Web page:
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ATA announces winner of John B. Stanbury Thyroid Pathophysiology Medal

ATA announces winner of John B. Stanbury Thyroid Pathophysiology Medal

The American Thyroid Association will present the John B. Stanbury Thyroid Pathophysiology Medal to Kenneth D. Burman, M.D. at the ATA's 86th Annual Meeting, September 21-25, 2016, in Denver, Colorado. [More]
Study finds South Africans living with HIV more resilient despite chronic pain

Study finds South Africans living with HIV more resilient despite chronic pain

When one thinks about chronic conditions that are commonly painful, HIV doesn't typically spring to mind. However, more than 50% of HIV-positive individuals experience a painful condition like headache, chest pain or neuropathy, and that pain is frequently experienced as moderate to severe in intensity. [More]
Graded aerobic treadmill testing useful in evaluating sports-related concussion in children

Graded aerobic treadmill testing useful in evaluating sports-related concussion in children

Graded aerobic treadmill testing is safe, tolerable, and useful in evaluating and managing cases of sports-related concussion in children and adolescents. [More]
Learning to downregulate amygdala activity could help gain control of emotional responses

Learning to downregulate amygdala activity could help gain control of emotional responses

Training the brain to treat itself is a promising therapy for traumatic stress. The training uses an auditory or visual signal that corresponds to the activity of a particular brain region, called neurofeedback, which can guide people to regulate their own brain activity. [More]
New vaccine against grass pollen allergies may help combat hepatitis B infection

New vaccine against grass pollen allergies may help combat hepatitis B infection

A new type of vaccine against grass pollen allergies (BM32) might also offer an effective treatment for combating hepatitis B infection. [More]
Drug-eluting stents more beneficial to patients undergoing saphenous vein graft angioplasty

Drug-eluting stents more beneficial to patients undergoing saphenous vein graft angioplasty

Drug-eluting stents had a clear advantage over bare metal stents in patients undergoing revascularisation of saphenous (leg) vein grafts, results of the BASKET-SAVAGE trial show. [More]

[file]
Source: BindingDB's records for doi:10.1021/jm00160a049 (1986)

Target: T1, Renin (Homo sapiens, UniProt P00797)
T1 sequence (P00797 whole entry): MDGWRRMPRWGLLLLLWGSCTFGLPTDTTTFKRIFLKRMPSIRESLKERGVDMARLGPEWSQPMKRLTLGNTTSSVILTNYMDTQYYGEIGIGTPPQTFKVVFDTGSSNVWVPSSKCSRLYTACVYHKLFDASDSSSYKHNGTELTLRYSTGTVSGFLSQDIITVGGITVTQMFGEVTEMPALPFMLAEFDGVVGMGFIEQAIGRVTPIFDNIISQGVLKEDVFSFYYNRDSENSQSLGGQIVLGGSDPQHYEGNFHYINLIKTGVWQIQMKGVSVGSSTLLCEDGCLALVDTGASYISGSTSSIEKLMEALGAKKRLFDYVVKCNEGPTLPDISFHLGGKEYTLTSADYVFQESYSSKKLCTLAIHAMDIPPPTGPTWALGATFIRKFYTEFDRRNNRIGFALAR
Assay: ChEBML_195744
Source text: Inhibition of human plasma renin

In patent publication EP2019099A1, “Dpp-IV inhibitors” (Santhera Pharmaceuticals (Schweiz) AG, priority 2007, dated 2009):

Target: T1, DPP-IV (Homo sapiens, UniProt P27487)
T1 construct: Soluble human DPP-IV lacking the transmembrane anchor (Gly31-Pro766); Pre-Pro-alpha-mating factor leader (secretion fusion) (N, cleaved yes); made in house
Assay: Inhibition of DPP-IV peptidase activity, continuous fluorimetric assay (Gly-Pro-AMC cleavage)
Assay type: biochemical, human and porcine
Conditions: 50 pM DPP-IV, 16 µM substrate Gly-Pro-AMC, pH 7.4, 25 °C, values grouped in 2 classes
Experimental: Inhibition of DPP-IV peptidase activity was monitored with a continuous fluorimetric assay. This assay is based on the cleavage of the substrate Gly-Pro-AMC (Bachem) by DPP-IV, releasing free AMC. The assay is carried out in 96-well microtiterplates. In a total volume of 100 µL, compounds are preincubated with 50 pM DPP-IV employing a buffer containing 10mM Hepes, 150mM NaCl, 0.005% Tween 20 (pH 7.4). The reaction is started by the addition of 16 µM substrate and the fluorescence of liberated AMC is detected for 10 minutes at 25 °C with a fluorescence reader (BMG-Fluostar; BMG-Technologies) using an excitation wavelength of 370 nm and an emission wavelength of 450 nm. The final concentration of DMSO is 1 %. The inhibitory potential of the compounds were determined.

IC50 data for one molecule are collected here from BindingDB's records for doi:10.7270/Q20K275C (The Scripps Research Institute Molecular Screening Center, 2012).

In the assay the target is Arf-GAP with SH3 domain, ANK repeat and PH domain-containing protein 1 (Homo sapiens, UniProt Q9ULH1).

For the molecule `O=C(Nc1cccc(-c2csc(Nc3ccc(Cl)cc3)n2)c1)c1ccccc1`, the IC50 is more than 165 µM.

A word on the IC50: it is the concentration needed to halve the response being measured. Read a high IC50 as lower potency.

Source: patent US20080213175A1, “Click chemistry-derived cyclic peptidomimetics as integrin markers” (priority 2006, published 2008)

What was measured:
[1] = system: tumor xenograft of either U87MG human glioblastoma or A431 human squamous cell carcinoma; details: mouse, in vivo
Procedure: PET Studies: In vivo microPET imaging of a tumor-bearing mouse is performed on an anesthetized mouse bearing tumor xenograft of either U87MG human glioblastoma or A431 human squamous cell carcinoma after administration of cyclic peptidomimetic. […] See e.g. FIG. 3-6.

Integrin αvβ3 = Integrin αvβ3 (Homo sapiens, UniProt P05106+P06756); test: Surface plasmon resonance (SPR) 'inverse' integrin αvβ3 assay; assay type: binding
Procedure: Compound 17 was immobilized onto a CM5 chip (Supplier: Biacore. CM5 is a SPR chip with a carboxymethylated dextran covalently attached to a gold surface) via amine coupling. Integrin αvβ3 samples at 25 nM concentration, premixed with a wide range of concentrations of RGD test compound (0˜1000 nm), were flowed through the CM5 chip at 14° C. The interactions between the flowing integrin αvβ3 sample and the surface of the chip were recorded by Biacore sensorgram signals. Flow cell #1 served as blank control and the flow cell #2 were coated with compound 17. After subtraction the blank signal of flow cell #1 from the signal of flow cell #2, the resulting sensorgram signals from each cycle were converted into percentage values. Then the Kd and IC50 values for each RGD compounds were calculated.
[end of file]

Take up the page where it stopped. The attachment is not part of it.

New research may explain why people with blood group O get more severely ill from cholera

New research may explain why people with blood group O get more severely ill from cholera

People with blood type O often get more severely ill from cholera than people of other blood types. New research from Washington University School of Medicine in St. Louis may explain why. [More]
Researchers explore molecular mechanisms through which lead exposure may affect neural stem cells

Researchers explore molecular mechanisms through which lead exposure may affect neural stem cells

Researchers have identified a potential molecular mechanism through which lead, a pervasive environmental toxin, may harm neural stem cells and neurodevelopment in children. [More]
Scientists link malfunctioning molecular pathways to specific heart abnormalities in SCA

Scientists link malfunctioning molecular pathways to specific heart abnormalities in SCA

Patients with sickle cell anemia (SCA) develop heart complications and nearly a quarter die a sudden death. Now, researchers have linked malfunctioning molecular pathways to specific heart anomalies in SCA that result from progressive fibrosis and result in sudden death. [More]
Virgin olive oil helps in preventing and treating hypertension

Virgin olive oil helps in preventing and treating hypertension

Oleic acid plus a constellation of minor constituents as a natural antihypertensive. [More]
Researches create mini-brain model of idiopathic ASD characterized by early neuronal overgrowth

Researches create mini-brain model of idiopathic ASD characterized by early neuronal overgrowth

The vast majority of cases of autism spectrum disorder (ASD) are idiopathic - the cause is unknown. [More]